French television viewers -- at least those in major cities -- are about to have
access to double the number of free channels when digital television makes its long-awaited
Digital terrestrial television, or TNT in French, will be introduced in 35 percent of the country's
households, primarily in large cities like Paris, Marseille, Lyon, Lille and Toulouse, as well as
the western Brittany region.
Dominique Baudis, president of France's broadcast watchdog (CSA), has called the
introduction of TNT -- which will offer viewers 14 free channels instead of seven -- a "veritable
revolution for the television viewer".
But France trails its European partners in terms of digital TV technology, with Britain, Italy and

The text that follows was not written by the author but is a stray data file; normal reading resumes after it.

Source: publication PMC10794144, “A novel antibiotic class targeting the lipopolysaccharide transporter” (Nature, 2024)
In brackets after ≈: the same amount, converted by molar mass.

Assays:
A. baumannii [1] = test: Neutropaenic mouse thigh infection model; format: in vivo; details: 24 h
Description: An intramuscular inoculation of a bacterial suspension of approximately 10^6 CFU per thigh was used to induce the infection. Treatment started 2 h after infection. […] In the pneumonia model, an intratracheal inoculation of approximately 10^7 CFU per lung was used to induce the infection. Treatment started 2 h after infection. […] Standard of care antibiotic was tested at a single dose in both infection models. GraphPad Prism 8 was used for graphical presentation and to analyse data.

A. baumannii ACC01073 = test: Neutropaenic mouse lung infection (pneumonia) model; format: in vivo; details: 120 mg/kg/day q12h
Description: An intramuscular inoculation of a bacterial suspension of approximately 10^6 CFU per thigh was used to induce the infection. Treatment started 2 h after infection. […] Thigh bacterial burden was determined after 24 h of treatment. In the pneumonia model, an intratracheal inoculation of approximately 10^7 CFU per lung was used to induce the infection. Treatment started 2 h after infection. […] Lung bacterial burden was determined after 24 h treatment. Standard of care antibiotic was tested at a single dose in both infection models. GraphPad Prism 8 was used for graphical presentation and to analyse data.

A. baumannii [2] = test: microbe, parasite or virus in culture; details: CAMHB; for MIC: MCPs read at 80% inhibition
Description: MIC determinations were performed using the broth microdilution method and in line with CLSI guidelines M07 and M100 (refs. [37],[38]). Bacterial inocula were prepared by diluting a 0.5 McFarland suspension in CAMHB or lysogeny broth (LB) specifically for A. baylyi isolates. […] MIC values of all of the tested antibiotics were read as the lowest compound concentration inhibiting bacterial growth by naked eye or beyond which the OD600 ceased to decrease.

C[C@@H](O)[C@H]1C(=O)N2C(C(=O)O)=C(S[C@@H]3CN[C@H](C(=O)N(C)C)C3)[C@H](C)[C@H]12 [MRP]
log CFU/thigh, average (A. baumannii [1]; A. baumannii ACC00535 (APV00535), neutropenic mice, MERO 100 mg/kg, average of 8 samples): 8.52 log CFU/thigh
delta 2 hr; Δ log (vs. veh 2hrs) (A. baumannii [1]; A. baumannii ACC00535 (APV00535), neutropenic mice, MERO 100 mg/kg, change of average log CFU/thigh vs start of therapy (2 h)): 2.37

Spain already offering similar services. Denmark was forced to push back its 2003 start date
due to technical difficulties.
Television fans will need a special decoder, which costs less than 100 euros (130 dollars), to
access new channels like music station NRJ 12 and France 4. Viewers will still receive old
favorites like TF1, France 2, France 3 and M6.
Beyond the additional channels, TNT watchers will have better sound and picture quality.
From September, a second wave of 15 additional channels will hit the airwaves, but most of
them will be pay-per-view.
TNT should be available to 65 percent of the country by early 2006, and nearly all of France by
the end of 2007.
Today, three out of four French households make do with the free broadcast channels on offer,
refusing to pay for cable and satellite subscriptions. Viewers watch an average of 3.5 hours of
television programming a day.